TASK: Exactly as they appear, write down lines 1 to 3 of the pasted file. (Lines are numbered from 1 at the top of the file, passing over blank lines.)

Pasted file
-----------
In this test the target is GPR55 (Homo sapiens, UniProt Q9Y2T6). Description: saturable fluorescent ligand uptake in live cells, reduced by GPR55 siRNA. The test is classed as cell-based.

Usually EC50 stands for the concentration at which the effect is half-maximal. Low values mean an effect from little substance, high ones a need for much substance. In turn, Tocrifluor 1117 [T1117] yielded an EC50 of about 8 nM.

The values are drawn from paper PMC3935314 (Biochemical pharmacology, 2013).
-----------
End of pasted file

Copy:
In this test the target is GPR55 (Homo sapiens, UniProt Q9Y2T6). Description: saturable fluorescent ligand uptake in live cells, reduced by GPR55 siRNA. The test is classed as cell-based.

Usually EC50 stands for the concentration at which the effect is half-maximal. Low values mean an effect from little substance, high ones a need for much substance. In turn, Tocrifluor 1117 [T1117] yielded an EC50 of about 8 nM.

The values are drawn from paper PMC3935314 (Biochemical pharmacology, 2013).